Throughout the years since 1996, Qatar has diversified their investment within public and private sector. They have gained traction within the international sphere with high investment within 1st world countries. For instance Qatar backed multinationals corporation, Qatar Investment Authority, own around 28% of London’s infrastructure through their controlling interest in consortium Canary Wharf Investment Holdings.
They also have 6 of the top 10 liquefied natural gas companies in the world (capacity wise). QatarGas are one of the most profitable multinational corporations in the world. Recently they signed a new supply deal with Centrica in the excess of $4.4 billion dollars. The supply of liquefied natural gas would be the equivalent of 20% of the UK’s annual gas demand.
As a result of their diversified portfolio, Qatar has become the richest country, per capita, in the world. Saudi Arabia watched on as their little brother grew in wealth, and international prestige. Abdul-Rahman Siddiqi, a British citizen teaching in Qatar, states “Saudi Arabia has grown extremely jealous of Qatar. This blockade is nothing but tribal nonsense.”
Saudi has become increasingly more jealous of the success of Qatar, both regionally and internationally. The blockade was less about rule of law, or breaking of treaties and more revenge based. How dare Qatar act out of line towards us? How dare they not know their place? Saudi’s honour has been disrespected by the success of Qatar.
However the money and wealth was not the breaking point which led to the blockade. Saudi could tolerate the wealth; because wealth is something the other Gulf States had access too. Wealth is easily controlled. What infuriated Saudi was Qatar’s presence within the international community. As author Mohamed Zayani states, “Saudi’s government were jealous of the international veneration and esteem Qatar were amassing.” What Zayani is alluding to is two things: Qatar owning Al Jazeera network and their new position within the international community as diplomatic mediator between nation-states.
The Al Jazeera network was seen as a major effort, by Qatar, to garner international recognition as a sophisticated, modern state. As stated on a NPR Planet Money podcast, all the established states had their own news network. The UK has the BBC, Russia has RT and US has NBC, ABC and CBS. This approach was antithetical to Saudi Arabia’s position on the media. Saudi considers journalism, or any criticising of government, to be against Islamic values. This caused a great deal of belligerency which culminated in the fake news story regarding the Emir of Qatar. The blockade was decreed almost the next day.
Qatar’s mediation efforts have been unique given its size (2.2 million in the nation), and the historically elements attached to it. Saudi Arabia and Egypt, in that region, have traditionally led the in diplomatic intervention. As Qatari Political expert Mehran Kamrava testifies, “Qatar’s prolific efforts in mediation, especially between Hamas and Israel, caused immense hostility from the traditional states involved in that area – Saudi Arabia.” Saudi Arabia were concerned of the international clout gained by Qatar, they may be usurped as the dominate force in Arabia. This insulted Saudi honour and integrity, which is so vital to the Saudi Arabian ethos.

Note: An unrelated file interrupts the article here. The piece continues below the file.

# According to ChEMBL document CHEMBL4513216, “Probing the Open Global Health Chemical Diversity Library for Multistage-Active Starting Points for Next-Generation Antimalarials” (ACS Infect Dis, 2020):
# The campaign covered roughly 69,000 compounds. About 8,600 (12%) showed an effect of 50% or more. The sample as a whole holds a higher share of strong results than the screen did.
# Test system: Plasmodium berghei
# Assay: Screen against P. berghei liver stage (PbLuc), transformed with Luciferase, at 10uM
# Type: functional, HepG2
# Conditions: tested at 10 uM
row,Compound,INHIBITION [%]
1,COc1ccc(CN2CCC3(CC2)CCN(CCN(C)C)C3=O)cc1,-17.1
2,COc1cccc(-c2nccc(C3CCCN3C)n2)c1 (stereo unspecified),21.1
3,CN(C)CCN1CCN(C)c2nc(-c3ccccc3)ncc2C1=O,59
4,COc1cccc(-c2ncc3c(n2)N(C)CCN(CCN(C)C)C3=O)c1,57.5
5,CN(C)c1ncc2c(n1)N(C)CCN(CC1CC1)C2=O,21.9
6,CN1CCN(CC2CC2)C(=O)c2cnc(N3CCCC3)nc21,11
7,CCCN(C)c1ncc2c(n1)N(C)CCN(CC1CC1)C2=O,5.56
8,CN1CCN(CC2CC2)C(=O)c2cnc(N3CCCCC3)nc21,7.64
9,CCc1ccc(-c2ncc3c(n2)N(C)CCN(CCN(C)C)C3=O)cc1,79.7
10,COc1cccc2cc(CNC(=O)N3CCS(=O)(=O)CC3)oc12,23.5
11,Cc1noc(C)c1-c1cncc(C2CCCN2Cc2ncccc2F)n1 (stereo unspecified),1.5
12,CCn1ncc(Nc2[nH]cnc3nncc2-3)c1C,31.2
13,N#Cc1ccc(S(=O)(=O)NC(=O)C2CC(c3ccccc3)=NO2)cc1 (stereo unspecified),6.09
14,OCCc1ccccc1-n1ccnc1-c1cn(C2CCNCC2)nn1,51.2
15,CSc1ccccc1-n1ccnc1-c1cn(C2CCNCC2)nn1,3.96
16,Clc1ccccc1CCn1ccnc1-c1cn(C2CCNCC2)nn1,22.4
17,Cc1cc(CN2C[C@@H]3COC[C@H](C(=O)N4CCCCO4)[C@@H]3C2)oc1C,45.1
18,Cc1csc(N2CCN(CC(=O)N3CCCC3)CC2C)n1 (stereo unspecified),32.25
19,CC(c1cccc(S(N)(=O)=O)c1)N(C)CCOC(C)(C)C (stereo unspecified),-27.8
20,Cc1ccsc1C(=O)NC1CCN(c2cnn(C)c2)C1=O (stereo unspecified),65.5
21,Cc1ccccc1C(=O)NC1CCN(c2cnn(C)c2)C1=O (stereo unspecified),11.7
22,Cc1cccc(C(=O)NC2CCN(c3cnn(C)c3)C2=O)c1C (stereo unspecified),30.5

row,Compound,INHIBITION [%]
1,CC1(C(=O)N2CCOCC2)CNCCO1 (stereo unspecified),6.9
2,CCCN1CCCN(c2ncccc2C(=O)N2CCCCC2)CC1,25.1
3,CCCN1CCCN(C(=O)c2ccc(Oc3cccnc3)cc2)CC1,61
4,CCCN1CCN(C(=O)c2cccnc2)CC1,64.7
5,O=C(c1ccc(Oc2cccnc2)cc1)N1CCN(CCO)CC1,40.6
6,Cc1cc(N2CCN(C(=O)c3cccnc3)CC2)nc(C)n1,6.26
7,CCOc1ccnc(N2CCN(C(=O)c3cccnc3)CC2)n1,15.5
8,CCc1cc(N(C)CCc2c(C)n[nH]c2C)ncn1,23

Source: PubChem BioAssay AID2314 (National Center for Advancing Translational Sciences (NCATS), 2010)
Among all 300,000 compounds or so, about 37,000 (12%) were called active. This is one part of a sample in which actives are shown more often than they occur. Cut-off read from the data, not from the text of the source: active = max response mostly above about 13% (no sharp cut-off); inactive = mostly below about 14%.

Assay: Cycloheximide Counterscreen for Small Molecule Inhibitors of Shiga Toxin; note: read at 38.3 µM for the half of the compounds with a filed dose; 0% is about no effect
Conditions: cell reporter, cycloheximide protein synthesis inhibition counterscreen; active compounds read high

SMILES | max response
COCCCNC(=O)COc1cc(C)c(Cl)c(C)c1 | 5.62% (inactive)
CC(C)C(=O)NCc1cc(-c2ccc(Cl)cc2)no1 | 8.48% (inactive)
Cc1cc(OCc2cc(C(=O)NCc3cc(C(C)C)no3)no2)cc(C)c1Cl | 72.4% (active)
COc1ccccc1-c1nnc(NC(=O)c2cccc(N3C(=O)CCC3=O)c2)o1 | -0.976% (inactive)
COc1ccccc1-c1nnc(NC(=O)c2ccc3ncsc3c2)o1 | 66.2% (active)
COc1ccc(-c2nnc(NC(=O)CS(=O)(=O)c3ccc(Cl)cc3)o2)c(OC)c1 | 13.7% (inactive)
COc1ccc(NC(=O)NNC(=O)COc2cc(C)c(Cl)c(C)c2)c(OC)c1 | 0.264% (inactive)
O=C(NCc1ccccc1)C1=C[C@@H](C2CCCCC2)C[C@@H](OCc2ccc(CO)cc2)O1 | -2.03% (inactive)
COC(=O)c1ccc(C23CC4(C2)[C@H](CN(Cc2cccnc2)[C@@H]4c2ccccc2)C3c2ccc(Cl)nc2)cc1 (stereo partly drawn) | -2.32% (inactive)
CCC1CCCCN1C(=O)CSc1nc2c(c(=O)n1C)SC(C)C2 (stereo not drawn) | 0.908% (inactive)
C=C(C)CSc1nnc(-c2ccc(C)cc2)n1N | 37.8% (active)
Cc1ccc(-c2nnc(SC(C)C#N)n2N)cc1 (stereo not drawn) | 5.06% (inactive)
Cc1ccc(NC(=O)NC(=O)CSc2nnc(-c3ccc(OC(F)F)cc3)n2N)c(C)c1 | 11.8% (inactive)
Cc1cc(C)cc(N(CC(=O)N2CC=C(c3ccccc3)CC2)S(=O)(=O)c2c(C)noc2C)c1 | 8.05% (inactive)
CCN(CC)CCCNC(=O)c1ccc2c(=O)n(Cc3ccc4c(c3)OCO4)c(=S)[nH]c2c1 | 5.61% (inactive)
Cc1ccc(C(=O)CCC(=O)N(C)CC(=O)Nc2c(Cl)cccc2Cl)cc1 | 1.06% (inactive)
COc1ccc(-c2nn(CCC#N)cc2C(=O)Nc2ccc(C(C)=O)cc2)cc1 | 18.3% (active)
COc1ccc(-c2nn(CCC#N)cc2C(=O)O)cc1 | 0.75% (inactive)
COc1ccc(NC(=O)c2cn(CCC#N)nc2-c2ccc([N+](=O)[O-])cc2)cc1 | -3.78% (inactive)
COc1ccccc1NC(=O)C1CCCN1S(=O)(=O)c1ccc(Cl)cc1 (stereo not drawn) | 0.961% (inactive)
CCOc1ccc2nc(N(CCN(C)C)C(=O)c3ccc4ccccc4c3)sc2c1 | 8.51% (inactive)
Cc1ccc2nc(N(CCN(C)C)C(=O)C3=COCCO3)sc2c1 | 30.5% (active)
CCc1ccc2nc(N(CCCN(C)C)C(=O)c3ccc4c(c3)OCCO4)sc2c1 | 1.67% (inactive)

Pre-Islamic Arabia was lawless, without government. Disagreements were caused by jealously, envoy and pride. The ramifications of these indignations were normally death.
Today we have a blockade against an Arab country that was prospering without the intercession of Saudi Arabia. As a result Saudi Arabia committed a ridiculous act which has caused innocent people to lose their jobs and triggered fear, trepidation and anxiety over their future.
But with Saudi Arabia turning back to its Jahiliyyah (Arabic for time of ignorance) , we must remember that their destruction, and the whole of Arabia, will be eminent.
Soon the Gulf States will run out of the natural resource, which they trade as parlour tricks. And when their oil runs out they will become redundant towards the superpowers that protect them from human rights abuses, sponsored terrorism and fundamentalism in general. The lack of unity shown by the Gulf States is a regression to their tribalistic culture. They are without law. They are without hope. And as they spiral into decadence, clinging on to their envoy, jealously and pride, they will capitulate to the feeling of regret.
Qatar will survive without Saudi Arabia, and the other Gulf States. But how long can Saudi Arabia and the Gulf States, survive without Qatar?
Good night and good luck.
Special Thanks to: NPR Planet Money for contextual information